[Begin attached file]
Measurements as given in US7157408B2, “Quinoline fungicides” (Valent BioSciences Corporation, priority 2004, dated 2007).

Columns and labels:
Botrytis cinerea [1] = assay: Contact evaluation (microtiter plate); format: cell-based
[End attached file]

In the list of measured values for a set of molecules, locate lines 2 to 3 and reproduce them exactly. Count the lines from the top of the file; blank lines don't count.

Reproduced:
Columns and labels:
Botrytis cinerea [1] = assay: Contact evaluation (microtiter plate); format: cell-based